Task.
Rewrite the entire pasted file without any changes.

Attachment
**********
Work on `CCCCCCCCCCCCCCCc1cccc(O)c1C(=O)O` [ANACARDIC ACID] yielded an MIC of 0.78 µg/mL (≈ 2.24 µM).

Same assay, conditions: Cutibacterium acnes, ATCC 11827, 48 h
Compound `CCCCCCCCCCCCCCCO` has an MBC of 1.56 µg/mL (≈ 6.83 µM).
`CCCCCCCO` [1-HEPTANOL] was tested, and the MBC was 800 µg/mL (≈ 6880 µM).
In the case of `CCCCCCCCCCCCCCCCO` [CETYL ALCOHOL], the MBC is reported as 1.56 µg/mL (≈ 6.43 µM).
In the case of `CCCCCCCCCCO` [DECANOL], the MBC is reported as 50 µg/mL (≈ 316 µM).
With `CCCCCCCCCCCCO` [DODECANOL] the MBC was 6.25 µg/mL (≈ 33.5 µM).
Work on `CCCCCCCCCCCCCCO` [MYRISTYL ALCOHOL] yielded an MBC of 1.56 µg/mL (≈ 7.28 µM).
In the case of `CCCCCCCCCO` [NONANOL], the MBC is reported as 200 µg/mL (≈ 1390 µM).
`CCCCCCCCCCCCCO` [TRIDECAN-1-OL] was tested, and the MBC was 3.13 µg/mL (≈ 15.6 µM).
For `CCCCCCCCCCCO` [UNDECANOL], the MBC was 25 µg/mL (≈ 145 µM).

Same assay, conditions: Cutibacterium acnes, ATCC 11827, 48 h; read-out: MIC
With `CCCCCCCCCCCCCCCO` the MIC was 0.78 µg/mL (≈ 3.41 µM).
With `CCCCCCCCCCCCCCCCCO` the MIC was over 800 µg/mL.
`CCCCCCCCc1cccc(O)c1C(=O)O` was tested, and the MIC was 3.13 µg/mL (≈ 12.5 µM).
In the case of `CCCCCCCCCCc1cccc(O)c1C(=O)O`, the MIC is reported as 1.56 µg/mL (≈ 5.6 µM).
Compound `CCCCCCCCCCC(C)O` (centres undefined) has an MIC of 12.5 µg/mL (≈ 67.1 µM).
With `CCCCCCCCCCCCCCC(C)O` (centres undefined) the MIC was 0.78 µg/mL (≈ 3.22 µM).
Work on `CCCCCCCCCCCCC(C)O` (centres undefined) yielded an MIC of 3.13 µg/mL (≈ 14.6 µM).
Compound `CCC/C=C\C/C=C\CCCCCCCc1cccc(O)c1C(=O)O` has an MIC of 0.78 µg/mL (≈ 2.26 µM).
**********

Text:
Work on `CCCCCCCCCCCCCCCc1cccc(O)c1C(=O)O` [ANACARDIC ACID] yielded an MIC of 0.78 µg/mL (≈ 2.24 µM).

Same assay, conditions: Cutibacterium acnes, ATCC 11827, 48 h
Compound `CCCCCCCCCCCCCCCO` has an MBC of 1.56 µg/mL (≈ 6.83 µM).
`CCCCCCCO` [1-HEPTANOL] was tested, and the MBC was 800 µg/mL (≈ 6880 µM).
In the case of `CCCCCCCCCCCCCCCCO` [CETYL ALCOHOL], the MBC is reported as 1.56 µg/mL (≈ 6.43 µM).
In the case of `CCCCCCCCCCO` [DECANOL], the MBC is reported as 50 µg/mL (≈ 316 µM).
With `CCCCCCCCCCCCO` [DODECANOL] the MBC was 6.25 µg/mL (≈ 33.5 µM).
Work on `CCCCCCCCCCCCCCO` [MYRISTYL ALCOHOL] yielded an MBC of 1.56 µg/mL (≈ 7.28 µM).
In the case of `CCCCCCCCCO` [NONANOL], the MBC is reported as 200 µg/mL (≈ 1390 µM).
`CCCCCCCCCCCCCO` [TRIDECAN-1-OL] was tested, and the MBC was 3.13 µg/mL (≈ 15.6 µM).
For `CCCCCCCCCCCO` [UNDECANOL], the MBC was 25 µg/mL (≈ 145 µM).

Same assay, conditions: Cutibacterium acnes, ATCC 11827, 48 h; read-out: MIC
With `CCCCCCCCCCCCCCCO` the MIC was 0.78 µg/mL (≈ 3.41 µM).
With `CCCCCCCCCCCCCCCCCO` the MIC was over 800 µg/mL.
`CCCCCCCCc1cccc(O)c1C(=O)O` was tested, and the MIC was 3.13 µg/mL (≈ 12.5 µM).
In the case of `CCCCCCCCCCc1cccc(O)c1C(=O)O`, the MIC is reported as 1.56 µg/mL (≈ 5.6 µM).
Compound `CCCCCCCCCCC(C)O` (centres undefined) has an MIC of 12.5 µg/mL (≈ 67.1 µM).
With `CCCCCCCCCCCCCCC(C)O` (centres undefined) the MIC was 0.78 µg/mL (≈ 3.22 µM).
Work on `CCCCCCCCCCCCC(C)O` (centres undefined) yielded an MIC of 3.13 µg/mL (≈ 14.6 µM).
Compound `CCC/C=C\C/C=C\CCCCCCCc1cccc(O)c1C(=O)O` has an MIC of 0.78 µg/mL (≈ 2.26 µM).